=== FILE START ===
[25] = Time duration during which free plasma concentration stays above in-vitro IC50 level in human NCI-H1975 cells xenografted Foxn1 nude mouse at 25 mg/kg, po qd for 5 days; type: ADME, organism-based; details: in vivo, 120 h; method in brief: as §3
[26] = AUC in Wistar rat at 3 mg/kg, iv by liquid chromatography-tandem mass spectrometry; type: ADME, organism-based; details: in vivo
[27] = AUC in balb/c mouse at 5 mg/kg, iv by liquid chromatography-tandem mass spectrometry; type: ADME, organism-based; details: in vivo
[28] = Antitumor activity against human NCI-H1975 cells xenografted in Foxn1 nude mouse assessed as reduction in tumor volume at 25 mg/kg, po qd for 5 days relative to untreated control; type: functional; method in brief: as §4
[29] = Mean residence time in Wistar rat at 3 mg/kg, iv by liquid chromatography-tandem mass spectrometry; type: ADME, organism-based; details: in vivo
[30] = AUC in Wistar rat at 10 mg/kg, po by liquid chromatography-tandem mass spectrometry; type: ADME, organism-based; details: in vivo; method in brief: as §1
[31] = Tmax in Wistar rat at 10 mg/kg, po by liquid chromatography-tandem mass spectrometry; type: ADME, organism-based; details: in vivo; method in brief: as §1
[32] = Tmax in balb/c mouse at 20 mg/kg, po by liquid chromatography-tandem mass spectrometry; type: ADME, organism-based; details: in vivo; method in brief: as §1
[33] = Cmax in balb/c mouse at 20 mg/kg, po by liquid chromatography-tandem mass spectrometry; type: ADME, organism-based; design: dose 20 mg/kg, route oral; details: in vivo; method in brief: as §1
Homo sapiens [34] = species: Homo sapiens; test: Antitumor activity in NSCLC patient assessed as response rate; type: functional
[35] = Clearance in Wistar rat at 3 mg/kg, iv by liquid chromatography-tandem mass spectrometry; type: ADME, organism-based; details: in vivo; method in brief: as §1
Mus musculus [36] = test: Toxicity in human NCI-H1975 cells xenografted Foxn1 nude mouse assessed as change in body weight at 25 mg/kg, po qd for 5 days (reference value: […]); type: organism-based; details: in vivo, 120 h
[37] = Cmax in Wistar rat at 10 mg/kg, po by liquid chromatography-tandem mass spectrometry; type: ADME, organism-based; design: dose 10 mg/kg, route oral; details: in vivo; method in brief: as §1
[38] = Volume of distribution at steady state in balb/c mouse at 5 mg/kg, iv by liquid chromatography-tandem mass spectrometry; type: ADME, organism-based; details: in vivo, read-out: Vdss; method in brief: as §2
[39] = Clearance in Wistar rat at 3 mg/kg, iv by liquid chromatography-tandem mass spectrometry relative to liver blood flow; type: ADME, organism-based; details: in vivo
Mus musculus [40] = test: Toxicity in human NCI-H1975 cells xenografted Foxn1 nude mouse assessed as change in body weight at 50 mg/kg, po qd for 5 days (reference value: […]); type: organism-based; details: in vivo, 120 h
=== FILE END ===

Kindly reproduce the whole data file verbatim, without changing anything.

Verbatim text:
[25] = Time duration during which free plasma concentration stays above in-vitro IC50 level in human NCI-H1975 cells xenografted Foxn1 nude mouse at 25 mg/kg, po qd for 5 days; type: ADME, organism-based; details: in vivo, 120 h; method in brief: as §3
[26] = AUC in Wistar rat at 3 mg/kg, iv by liquid chromatography-tandem mass spectrometry; type: ADME, organism-based; details: in vivo
[27] = AUC in balb/c mouse at 5 mg/kg, iv by liquid chromatography-tandem mass spectrometry; type: ADME, organism-based; details: in vivo
[28] = Antitumor activity against human NCI-H1975 cells xenografted in Foxn1 nude mouse assessed as reduction in tumor volume at 25 mg/kg, po qd for 5 days relative to untreated control; type: functional; method in brief: as §4
[29] = Mean residence time in Wistar rat at 3 mg/kg, iv by liquid chromatography-tandem mass spectrometry; type: ADME, organism-based; details: in vivo
[30] = AUC in Wistar rat at 10 mg/kg, po by liquid chromatography-tandem mass spectrometry; type: ADME, organism-based; details: in vivo; method in brief: as §1
[31] = Tmax in Wistar rat at 10 mg/kg, po by liquid chromatography-tandem mass spectrometry; type: ADME, organism-based; details: in vivo; method in brief: as §1
[32] = Tmax in balb/c mouse at 20 mg/kg, po by liquid chromatography-tandem mass spectrometry; type: ADME, organism-based; details: in vivo; method in brief: as §1
[33] = Cmax in balb/c mouse at 20 mg/kg, po by liquid chromatography-tandem mass spectrometry; type: ADME, organism-based; design: dose 20 mg/kg, route oral; details: in vivo; method in brief: as §1
Homo sapiens [34] = species: Homo sapiens; test: Antitumor activity in NSCLC patient assessed as response rate; type: functional
[35] = Clearance in Wistar rat at 3 mg/kg, iv by liquid chromatography-tandem mass spectrometry; type: ADME, organism-based; details: in vivo; method in brief: as §1
Mus musculus [36] = test: Toxicity in human NCI-H1975 cells xenografted Foxn1 nude mouse assessed as change in body weight at 25 mg/kg, po qd for 5 days (reference value: […]); type: organism-based; details: in vivo, 120 h
[37] = Cmax in Wistar rat at 10 mg/kg, po by liquid chromatography-tandem mass spectrometry; type: ADME, organism-based; design: dose 10 mg/kg, route oral; details: in vivo; method in brief: as §1
[38] = Volume of distribution at steady state in balb/c mouse at 5 mg/kg, iv by liquid chromatography-tandem mass spectrometry; type: ADME, organism-based; details: in vivo, read-out: Vdss; method in brief: as §2
[39] = Clearance in Wistar rat at 3 mg/kg, iv by liquid chromatography-tandem mass spectrometry relative to liver blood flow; type: ADME, organism-based; details: in vivo
Mus musculus [40] = test: Toxicity in human NCI-H1975 cells xenografted Foxn1 nude mouse assessed as change in body weight at 50 mg/kg, po qd for 5 days (reference value: […]); type: organism-based; details: in vivo, 120 h